Compared with the civic university in the Great Britain, the development of higher Education in American is divided into three generations [8]. The first generation began through a uniquely American adaptation of the

Figure 1.Relationship between the university and the city (Source from: Author).

German education model, and then, American research universities found their own roles in the society [9]. The Second generation occurred in 1945. The information exploration age created Cold War Entrepreneurial University [10]. In general, it is believed that the third revolution began in 1989 with the emergence of the democratic cosmopolitan civic university. The main reason of this revolution is a reflective response to realistic contradictory conflictions between the powers of the university and the pathological state of cities [9]. The discussion and contraction on the values of a university towards a city, turned increasingly radical and troubling. Mutual respect and public collaboration with local communities can reduce or avoid worse situation. An establishment of the civic university can support emerging industries, contribution to public health, educate the workforce and provide debate about scientific and societal challenges. The third revolution of the civic university in the USA is still in its early stages.

From the view of Civic University in England and USA, we can clearly see that the definition of “civic” here is not simply using urban infrastructure facilities. In other word, the relationship between the University and the City and the civic educational conscious for lifelong learning are emphasised. The main mission of the university is to impart knowledge, explore research as well as humanise citizens. Professor John Goddard OBE from Newcastle University revealed the distinctions between the “un-civic” University and the civic University at the Centre for Urban & Regional Development Studies conference (Figure 2).

Goddard suggests the un-civic university has a hard boundary between teaching, research and what he terms “third mission activities” which remain distinct [3]. However, the civic university provides direct engagement with society with research and teaching designed to provide socio-economic impact and to widen participation and provide community work. In urban sociology, universities have been defined alongside institutions such as museums and theatres as “auxiliary players” in city growth processes [3]. The soft boundary between the city and the university provides an intensive link to widening participation, community work and socio-economic impact. Increased public funding for research followed narrowly defined academic criteria and higher education was rolled out across the nation to fill in the map of teaching and learning with a diverse set of institutions. Now nearly all UK cities have one or more universities [11].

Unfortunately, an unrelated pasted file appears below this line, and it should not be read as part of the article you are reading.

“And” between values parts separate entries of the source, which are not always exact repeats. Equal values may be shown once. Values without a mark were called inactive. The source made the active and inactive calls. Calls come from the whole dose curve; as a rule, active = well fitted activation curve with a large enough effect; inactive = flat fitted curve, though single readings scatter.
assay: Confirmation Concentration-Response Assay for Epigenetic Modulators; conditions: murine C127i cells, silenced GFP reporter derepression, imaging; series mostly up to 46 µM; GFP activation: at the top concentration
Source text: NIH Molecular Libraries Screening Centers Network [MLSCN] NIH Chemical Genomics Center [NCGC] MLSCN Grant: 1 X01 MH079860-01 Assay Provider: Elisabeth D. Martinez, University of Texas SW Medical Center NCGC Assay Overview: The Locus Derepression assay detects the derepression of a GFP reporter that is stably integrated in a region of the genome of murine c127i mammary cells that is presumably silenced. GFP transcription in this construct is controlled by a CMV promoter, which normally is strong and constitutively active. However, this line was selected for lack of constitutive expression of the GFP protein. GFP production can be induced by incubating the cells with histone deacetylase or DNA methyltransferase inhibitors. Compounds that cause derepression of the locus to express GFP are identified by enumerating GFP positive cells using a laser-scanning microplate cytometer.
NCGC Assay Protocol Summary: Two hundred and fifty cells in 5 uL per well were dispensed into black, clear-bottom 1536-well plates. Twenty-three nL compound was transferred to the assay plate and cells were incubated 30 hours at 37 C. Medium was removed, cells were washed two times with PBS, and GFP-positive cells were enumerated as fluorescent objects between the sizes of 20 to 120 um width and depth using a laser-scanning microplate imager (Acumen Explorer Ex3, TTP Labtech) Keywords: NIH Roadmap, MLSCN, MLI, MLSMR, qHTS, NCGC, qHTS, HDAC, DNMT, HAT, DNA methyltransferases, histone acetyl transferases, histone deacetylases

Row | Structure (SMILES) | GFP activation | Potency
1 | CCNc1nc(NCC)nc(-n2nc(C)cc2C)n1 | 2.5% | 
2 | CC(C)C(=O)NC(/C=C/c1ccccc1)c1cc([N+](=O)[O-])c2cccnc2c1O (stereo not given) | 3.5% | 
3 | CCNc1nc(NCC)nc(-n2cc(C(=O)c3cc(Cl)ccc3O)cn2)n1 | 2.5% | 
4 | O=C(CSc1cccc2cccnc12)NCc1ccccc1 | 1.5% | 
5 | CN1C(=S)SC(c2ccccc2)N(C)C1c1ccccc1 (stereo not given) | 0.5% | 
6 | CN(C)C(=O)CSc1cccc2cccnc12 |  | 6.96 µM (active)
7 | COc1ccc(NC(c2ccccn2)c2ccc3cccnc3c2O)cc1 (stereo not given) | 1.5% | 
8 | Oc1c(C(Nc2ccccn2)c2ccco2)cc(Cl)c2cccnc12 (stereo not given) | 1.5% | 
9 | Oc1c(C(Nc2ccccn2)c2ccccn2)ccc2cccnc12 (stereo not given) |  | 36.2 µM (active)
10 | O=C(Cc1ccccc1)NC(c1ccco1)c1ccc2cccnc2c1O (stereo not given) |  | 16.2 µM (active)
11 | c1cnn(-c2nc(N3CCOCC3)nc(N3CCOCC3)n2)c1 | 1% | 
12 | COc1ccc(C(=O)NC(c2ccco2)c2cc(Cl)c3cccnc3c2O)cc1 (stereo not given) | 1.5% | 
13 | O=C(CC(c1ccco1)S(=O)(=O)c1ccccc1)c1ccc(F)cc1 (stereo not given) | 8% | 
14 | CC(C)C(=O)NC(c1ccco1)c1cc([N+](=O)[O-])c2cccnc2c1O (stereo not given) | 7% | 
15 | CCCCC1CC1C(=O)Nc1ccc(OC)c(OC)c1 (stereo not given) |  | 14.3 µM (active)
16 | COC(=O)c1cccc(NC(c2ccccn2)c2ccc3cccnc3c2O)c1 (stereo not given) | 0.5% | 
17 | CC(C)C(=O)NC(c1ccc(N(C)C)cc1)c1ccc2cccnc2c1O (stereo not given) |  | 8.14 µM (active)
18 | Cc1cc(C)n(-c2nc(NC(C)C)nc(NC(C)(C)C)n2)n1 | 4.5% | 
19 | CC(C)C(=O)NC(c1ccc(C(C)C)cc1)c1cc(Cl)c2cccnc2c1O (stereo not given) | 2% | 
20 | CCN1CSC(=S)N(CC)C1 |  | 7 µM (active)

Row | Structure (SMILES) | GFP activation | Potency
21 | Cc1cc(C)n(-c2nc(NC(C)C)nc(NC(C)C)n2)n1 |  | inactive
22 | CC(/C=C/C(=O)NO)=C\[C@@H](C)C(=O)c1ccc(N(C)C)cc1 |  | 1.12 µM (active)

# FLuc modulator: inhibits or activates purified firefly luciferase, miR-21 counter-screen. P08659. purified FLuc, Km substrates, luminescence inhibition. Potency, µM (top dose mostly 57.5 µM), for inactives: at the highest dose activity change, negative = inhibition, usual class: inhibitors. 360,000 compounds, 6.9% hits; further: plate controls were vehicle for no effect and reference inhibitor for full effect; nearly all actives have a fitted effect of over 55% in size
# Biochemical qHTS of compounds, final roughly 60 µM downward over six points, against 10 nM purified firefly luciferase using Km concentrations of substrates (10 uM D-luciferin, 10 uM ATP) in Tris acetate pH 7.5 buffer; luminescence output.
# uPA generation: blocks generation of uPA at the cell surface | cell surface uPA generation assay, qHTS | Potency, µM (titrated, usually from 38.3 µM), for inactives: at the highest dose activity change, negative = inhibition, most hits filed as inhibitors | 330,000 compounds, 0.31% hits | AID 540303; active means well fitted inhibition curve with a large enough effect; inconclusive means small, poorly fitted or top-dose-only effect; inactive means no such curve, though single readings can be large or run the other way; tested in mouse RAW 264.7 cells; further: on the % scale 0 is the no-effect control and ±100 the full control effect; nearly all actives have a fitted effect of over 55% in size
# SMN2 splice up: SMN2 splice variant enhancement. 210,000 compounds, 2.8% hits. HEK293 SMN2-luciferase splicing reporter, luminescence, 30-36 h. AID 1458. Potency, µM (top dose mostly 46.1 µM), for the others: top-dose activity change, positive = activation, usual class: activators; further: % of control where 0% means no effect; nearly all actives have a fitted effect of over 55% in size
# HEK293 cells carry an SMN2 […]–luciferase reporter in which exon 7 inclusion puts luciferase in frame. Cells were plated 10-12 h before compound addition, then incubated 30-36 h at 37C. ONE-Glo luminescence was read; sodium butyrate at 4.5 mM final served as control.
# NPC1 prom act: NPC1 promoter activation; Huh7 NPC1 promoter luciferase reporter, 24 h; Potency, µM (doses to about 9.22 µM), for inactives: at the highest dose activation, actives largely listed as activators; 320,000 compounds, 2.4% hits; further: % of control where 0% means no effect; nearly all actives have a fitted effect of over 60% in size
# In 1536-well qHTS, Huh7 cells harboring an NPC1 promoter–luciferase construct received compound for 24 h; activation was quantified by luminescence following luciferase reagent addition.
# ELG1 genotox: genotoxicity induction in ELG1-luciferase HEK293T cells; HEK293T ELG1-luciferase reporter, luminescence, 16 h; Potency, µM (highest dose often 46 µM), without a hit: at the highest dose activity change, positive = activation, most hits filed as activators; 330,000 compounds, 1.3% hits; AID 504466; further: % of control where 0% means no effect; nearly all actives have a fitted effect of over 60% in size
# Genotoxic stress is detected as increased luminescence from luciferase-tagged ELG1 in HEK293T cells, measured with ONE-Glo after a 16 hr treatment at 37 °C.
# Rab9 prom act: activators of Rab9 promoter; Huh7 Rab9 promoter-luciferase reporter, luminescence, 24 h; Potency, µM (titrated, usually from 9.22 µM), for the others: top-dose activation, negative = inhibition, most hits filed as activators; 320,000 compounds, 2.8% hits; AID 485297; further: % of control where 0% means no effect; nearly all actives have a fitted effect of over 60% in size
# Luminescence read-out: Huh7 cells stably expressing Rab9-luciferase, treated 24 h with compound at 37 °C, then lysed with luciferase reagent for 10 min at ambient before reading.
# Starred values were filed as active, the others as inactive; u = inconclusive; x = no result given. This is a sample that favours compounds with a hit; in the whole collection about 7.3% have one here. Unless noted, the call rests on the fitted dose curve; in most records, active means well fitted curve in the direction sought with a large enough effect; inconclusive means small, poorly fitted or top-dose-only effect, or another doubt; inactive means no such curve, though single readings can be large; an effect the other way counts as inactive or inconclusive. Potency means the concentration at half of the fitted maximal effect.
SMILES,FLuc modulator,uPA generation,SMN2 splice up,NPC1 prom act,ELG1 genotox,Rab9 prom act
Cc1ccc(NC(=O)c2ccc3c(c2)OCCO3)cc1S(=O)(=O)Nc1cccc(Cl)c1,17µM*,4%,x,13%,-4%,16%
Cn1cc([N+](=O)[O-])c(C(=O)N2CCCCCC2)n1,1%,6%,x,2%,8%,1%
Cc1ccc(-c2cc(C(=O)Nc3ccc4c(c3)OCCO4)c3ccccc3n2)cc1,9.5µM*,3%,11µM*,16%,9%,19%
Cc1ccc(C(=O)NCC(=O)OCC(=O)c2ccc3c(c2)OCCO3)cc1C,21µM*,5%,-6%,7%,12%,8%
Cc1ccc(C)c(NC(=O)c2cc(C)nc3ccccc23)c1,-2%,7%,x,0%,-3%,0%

4. Conclusion

In the globalisation and Information age, the university became an academic community intensively linked with the city which is located in or around. Through the Civic University historical review in the United Kingdom and American, a brief history on how the University developed to be increasingly civic is introduced. More specifically, from a higher education policy perspective engagement with a city can provide an outward and visible sign of the university’s contribution to civil society. But there are potential tensions here between internationally acknowledged academic excellence and societal accessibility to knowledge that urban engagement implies. The concept of the Civic University derived from the UK in the 19th century in response to the challenges of rapid industrialisation and urbanisation. The responsibility of this kind of university is to do research supporting emerging industries, making a contribution to public health, disseminating knowledge that is beneficial for the workforce and providing a platform for debate about scientific and societal challenges. Base on above all,

Figure 2.The Differences between the “un-civic” and “civic” university (Source from: a presentation of Prof. John goddard OBE in centre for urban & regional Development Studies conference).

increasingly civic is a main character of 21st century’s University. The “civic” enhance the relationship between the city and the university.

5. Future Work

Many modern universities attempt to occupy the area of big cities and to be civic. In high density cities, like Hong Kong, New York and London, urban community colleges, with less area to build on, sometimes structured their buildings around vertical rather than horizontal social space [4]. Limited education areas are mainly to serve and support formal learning. How to allocate formal and informal learning spaces and establish the sense of community in these “vertical campuses” to fulfill the pivotal civic role is increasingly important in the 21st century.

Conflicts of Interest

The authors declare no conflicts of interest.